Friday, December 10, 2010
On the 4Ds -- past version and the proactive version
The climate in Israel this year is quite strange, it is December, and today I still saw people going in the street with short dress, the summer just did not go away. However, the forecast for the next three days, starting tonight is of a major winter storm (which here means a lot of rain, not snow) and much colder weather, so getting the winter clothes ready.
Today I've read a blog posting by Jeff Adkins, one of the people with most practical knowledge about event processing, who relatively recently joined IBM GBS (Global Business Services). Jeff blogged about the 4Ds-- detect, derive, decide, do. These four are part of smart systems that sense and respond, what is known as reactive system. I knew that this looked familiar, so went back to my archive and found that seven years ago we were engaged with a project called "active integration" (the actual application was in the insurance area, but we have generalized the concept), roughly what was known by Gartner as "real-time enterprise". Here is the original flow from that project:
I don't think it has been original invention, it was a variation of concepts from control theory, but it looks very similar to the 4Ds, with a more detailed granularity.
The first D: Detect spread into two phases on our model: sense and detect, where the sense dealt with instrumentation and sensing of raw events, and detect with a detection of the meaningful situations by pattern detection.
The second D: Derive is the same: created a derived event (and sometimes also derived data) as a result of this detection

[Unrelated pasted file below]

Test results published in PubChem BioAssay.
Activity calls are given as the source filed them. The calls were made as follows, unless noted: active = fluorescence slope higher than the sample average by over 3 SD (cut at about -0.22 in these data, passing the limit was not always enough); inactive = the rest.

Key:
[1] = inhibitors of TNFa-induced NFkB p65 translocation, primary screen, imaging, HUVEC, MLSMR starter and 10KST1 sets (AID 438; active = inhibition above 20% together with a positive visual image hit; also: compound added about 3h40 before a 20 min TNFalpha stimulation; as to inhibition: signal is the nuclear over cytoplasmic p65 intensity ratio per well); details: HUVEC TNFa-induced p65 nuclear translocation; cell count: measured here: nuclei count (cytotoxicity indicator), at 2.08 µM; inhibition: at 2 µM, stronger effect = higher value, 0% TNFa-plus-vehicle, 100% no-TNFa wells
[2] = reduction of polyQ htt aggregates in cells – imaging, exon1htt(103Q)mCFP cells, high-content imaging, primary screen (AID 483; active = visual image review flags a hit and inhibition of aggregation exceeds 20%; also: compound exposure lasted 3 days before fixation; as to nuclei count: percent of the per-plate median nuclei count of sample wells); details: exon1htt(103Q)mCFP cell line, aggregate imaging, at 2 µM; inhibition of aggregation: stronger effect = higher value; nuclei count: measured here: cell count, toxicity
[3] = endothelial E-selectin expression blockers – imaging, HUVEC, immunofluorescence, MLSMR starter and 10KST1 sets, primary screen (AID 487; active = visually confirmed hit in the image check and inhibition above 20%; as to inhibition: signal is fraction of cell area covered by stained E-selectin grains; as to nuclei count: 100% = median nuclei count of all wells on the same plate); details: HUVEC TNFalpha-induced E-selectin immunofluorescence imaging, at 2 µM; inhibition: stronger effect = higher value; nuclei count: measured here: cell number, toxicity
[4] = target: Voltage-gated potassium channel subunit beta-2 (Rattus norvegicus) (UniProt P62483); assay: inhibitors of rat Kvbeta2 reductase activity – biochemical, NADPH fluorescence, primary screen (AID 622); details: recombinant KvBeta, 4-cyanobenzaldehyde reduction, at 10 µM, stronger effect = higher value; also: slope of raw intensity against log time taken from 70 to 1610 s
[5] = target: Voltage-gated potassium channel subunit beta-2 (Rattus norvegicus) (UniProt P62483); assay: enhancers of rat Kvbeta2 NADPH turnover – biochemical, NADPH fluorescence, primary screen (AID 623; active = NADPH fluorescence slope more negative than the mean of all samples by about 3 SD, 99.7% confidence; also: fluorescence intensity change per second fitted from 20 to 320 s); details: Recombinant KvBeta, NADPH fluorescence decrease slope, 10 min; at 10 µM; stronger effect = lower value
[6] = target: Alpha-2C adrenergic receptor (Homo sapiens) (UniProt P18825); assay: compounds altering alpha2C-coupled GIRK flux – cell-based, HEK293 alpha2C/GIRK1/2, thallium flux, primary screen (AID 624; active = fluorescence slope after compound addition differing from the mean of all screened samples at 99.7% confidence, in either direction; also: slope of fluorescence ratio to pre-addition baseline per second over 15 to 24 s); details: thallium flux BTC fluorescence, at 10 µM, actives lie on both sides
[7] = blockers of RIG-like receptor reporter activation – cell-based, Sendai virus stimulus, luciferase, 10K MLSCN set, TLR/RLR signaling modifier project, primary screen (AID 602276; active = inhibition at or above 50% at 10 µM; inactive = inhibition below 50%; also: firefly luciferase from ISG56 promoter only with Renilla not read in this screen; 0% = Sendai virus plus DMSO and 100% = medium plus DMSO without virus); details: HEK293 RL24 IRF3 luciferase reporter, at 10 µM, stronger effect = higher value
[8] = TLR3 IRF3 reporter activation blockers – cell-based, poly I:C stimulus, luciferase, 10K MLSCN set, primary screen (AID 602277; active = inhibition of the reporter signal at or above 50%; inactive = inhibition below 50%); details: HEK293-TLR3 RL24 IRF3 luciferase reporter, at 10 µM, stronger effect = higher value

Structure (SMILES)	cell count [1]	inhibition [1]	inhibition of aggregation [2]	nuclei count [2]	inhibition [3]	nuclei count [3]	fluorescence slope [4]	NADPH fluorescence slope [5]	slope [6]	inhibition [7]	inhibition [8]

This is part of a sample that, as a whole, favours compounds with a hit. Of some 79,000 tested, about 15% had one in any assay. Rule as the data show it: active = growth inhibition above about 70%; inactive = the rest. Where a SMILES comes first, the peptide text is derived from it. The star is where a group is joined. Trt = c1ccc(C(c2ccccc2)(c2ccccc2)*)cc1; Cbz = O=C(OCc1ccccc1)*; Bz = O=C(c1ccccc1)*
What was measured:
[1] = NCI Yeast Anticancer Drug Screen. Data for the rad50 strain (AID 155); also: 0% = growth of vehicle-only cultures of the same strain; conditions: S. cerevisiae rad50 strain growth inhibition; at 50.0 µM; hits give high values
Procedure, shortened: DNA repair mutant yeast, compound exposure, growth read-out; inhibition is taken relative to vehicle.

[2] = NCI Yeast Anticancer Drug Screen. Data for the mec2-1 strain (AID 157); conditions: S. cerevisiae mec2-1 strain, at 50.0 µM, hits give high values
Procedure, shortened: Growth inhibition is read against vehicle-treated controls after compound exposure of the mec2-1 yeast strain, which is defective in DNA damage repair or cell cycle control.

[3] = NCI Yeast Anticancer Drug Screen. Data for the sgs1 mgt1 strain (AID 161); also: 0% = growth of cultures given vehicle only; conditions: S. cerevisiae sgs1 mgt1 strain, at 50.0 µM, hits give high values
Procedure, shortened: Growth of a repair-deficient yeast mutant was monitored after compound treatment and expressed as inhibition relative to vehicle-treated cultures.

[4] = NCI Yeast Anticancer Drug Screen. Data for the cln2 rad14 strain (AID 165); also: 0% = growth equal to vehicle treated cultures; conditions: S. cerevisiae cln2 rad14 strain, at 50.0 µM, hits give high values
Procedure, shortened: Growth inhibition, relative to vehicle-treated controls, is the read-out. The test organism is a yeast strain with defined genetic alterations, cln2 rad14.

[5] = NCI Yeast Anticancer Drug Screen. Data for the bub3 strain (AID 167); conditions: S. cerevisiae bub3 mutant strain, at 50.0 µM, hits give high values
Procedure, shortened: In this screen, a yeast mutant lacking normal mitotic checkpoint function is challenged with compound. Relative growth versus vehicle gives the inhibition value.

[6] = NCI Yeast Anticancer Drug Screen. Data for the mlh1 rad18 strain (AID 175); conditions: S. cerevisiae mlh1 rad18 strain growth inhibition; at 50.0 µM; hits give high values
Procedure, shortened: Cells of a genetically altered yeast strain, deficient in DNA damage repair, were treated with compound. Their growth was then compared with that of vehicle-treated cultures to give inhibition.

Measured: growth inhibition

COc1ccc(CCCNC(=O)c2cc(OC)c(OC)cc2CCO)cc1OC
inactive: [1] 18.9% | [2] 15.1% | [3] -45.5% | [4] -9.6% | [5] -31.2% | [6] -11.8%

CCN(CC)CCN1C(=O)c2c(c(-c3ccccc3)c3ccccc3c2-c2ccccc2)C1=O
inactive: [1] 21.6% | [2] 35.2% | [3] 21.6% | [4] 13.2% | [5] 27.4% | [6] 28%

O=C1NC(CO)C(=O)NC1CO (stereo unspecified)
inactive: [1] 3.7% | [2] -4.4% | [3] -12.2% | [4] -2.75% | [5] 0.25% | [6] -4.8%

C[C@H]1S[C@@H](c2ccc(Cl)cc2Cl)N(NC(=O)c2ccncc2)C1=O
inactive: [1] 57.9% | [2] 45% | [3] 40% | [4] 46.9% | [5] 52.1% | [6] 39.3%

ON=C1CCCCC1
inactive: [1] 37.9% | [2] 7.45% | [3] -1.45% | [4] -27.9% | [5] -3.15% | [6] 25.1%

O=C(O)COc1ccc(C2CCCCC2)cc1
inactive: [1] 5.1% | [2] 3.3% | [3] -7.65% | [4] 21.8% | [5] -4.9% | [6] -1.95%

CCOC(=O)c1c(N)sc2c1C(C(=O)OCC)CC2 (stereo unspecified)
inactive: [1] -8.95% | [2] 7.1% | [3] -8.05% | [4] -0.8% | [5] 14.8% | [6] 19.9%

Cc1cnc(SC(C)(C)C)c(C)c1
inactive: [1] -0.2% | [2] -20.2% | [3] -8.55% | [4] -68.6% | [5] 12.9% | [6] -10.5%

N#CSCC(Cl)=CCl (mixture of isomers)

The third D: Decide is partitioned to three phases: Analyze - determine the possible alternatives and recommend, Collaborate - in case of "human in the loop" within the decision, and Decide -- apply some decision procedure to select among the alternatives (simulation, analytic methods, predetermined rules).
The fourth D: Do we called "effect", since it had to effect a running system.
The loop indicates that the after effecting the system, it feedbacks through its instrumentation mechanism and the sense phase is looking again for things that needs reaction.
I agree that the 4D is much more catchy then our more detailed drawing.
And one comment: when we did this work, we worked on REACTIVE system - something has occurred, we detect it, and then do something to repair. This drawing is also a good description of our current project that deal with PROACTIVE systems, but the semantics is somewhat different: the detection is of predicted undesired states instead of situations that require reaction since something already happened.